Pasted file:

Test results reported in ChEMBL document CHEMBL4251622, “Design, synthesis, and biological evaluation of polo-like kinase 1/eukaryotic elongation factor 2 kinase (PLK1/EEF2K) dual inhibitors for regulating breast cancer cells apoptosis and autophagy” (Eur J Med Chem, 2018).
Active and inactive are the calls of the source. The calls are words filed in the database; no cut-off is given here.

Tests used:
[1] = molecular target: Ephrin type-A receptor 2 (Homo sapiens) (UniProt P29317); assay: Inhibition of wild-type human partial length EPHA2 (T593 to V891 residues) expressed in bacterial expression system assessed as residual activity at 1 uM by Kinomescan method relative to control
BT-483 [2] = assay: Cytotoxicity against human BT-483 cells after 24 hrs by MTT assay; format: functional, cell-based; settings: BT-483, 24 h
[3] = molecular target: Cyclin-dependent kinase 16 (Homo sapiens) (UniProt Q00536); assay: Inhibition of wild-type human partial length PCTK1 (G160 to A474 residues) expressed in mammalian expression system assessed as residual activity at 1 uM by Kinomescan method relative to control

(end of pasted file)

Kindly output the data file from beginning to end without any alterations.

Test results reported in ChEMBL document CHEMBL4251622, “Design, synthesis, and biological evaluation of polo-like kinase 1/eukaryotic elongation factor 2 kinase (PLK1/EEF2K) dual inhibitors for regulating breast cancer cells apoptosis and autophagy” (Eur J Med Chem, 2018).
Active and inactive are the calls of the source. The calls are words filed in the database; no cut-off is given here.

Tests used:
[1] = molecular target: Ephrin type-A receptor 2 (Homo sapiens) (UniProt P29317); assay: Inhibition of wild-type human partial length EPHA2 (T593 to V891 residues) expressed in bacterial expression system assessed as residual activity at 1 uM by Kinomescan method relative to control
BT-483 [2] = assay: Cytotoxicity against human BT-483 cells after 24 hrs by MTT assay; format: functional, cell-based; settings: BT-483, 24 h
[3] = molecular target: Cyclin-dependent kinase 16 (Homo sapiens) (UniProt Q00536); assay: Inhibition of wild-type human partial length PCTK1 (G160 to A474 residues) expressed in mammalian expression system assessed as residual activity at 1 uM by Kinomescan method relative to control